Welcome back! You’ve been missed. We’ve discussed this before – chooks have a lot to answer for! My little dream of home-grown eggs won’t be repeated, anytime soon. My girls have gone totally feral and won’t go in their coop at all, not even to lay. I have to check under every bush and clump right throughout the garden. They sleep in the plum tree, even on stormy nights. Meh. They are happy, at least.
I’m not Melbournian, but Victorian, with weather fairly similar (a bit cooler, if anything). I’ve got a couple of Blacknite eggplants ready to pick with lots of flowers still coming on (which probably won’t come to anything now). But the Lebanese eggplants have been prolific and I reckon I like them better, anyway. The skin on eggplant is the best bit and you get a lot more in comparison to the larger ones. I think I’ll stick with the Lebanese ones in the future, they have been early and constant.
Hi Liz, I’m another fellow Melbournian and have been happy with my eggplant crops this year. I planted two Bonicas which have given me about eight large fruit per plant and two Lebanese. I’ve lost count of how many Lebanese I’ve picked but there have been more than enough to keep me happy and the plants are still going strong.
Do you give the flowers a helping hand with pollinating? When I first grew eggplants a few years back I had many flowers but none were setting fruit until I looked up the problem. Ever since then I have always taken a cotton tip out to the garden with me so I can help to move the pollen around. It’s worked for me!
Thanks Mel – I do like your pollinate tip – I shall invest in some cotton buds.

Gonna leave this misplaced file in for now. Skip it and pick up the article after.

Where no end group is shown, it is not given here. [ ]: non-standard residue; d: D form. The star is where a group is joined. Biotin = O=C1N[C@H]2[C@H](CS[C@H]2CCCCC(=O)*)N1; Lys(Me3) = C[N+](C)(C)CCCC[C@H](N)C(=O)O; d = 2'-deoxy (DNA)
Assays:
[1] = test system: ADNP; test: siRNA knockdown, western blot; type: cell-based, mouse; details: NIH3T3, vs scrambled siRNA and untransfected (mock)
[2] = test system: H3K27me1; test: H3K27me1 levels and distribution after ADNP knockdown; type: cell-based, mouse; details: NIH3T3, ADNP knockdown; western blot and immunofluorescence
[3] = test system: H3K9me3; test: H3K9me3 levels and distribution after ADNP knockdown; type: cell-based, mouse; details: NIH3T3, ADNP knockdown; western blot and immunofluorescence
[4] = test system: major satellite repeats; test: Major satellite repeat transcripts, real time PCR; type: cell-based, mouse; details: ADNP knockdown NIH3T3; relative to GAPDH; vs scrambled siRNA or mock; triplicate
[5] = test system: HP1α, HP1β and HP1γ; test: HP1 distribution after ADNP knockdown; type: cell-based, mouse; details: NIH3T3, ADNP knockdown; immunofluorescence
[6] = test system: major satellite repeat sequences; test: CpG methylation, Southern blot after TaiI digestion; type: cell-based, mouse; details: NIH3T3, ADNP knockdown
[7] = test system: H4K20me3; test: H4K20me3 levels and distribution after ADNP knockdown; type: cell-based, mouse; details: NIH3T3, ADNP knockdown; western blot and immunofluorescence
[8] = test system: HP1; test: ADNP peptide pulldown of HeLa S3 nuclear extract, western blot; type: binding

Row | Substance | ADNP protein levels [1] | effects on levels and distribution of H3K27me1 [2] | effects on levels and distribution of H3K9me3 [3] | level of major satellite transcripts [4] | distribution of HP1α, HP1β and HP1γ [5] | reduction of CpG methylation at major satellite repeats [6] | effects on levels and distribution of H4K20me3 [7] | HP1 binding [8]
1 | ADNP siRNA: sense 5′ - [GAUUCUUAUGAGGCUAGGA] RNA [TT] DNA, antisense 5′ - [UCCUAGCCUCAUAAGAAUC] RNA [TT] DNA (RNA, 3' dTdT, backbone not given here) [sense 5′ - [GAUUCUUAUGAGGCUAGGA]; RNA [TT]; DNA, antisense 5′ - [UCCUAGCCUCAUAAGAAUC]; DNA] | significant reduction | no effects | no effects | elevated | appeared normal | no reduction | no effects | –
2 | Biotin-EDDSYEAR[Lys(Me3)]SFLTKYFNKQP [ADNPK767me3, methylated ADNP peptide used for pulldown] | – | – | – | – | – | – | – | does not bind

Thought it seemed quiet over there, especially for summer! We don’t keep chickens (yet) but do contend with garden pests, and try to plant defensively. It’s always surprising what seems to attract to them…
Well it was a good harvest considering the chook damage. I so love cucumbers. I miss them a lot right now. I bought a batch for a party and oh they were good. But not as good as my own summer cukes.
Welcome back Liz! Timely post given my blue lake climbing bean plant about to burst into flower has probably lost its life today thanks to my girls! (digging- not eating) The destruction doesn’t sound quite as bad yours although I think my Mama hen Boss has figured out a new skill of pulling the pegs off the fence to the veggie patch. I can also certainly relate to the trail of chook poo to the back door. Re. eggplants- I have had a rotten year- the Lebanese set plenty of fruit but they didn’t grown that big and then the plant wilted (nematodes? something else? the leaves seem a bit rusty) My little Diggers heritage variety I grew from my own seed seem to be doing better.
I had been letting my chooks into my front garden to eat the grass there until my Silverbeet got large enough to harvest leaves for them. I bit the bullet a couple of years ago putting in permanent fencing and swing gates to effectively divide my garden into a house garden, vegie garden, and large chicken run garden. They also have an attached covered pen but of course they want to go everywhere! I was sick of my temporary fences falling over and seedlings being scratched out. We are all happy now. I am in Melbourne and have had some luck with Eggplants, growing the heirloom Listada Di Gandia (purple and white striped). Haven’t got to harvest them yet but getting close. They are sheltered by circling Cucumber plants and shaded partly by the chicken house from afternoon sun. The microclimate seems to be working very well. Many other vegies out in the open simply got fried!